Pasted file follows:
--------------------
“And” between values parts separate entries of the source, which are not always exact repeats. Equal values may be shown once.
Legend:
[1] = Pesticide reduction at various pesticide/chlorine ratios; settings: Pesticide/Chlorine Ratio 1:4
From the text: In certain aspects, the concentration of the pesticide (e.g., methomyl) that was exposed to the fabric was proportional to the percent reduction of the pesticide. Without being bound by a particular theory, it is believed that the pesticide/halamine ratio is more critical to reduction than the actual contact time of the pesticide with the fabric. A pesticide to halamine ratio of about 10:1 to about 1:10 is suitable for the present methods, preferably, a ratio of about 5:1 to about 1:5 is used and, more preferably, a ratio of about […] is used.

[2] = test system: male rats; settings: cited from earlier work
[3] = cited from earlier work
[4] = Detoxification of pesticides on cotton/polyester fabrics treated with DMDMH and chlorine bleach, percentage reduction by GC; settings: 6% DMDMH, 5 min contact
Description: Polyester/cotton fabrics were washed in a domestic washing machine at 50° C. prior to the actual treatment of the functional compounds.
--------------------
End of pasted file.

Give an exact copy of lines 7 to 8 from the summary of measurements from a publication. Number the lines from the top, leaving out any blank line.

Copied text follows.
[4] = Detoxification of pesticides on cotton/polyester fabrics treated with DMDMH and chlorine bleach, percentage reduction by GC; settings: 6% DMDMH, 5 min contact
Description: Polyester/cotton fabrics were washed in a domestic washing machine at 50° C. prior to the actual treatment of the functional compounds.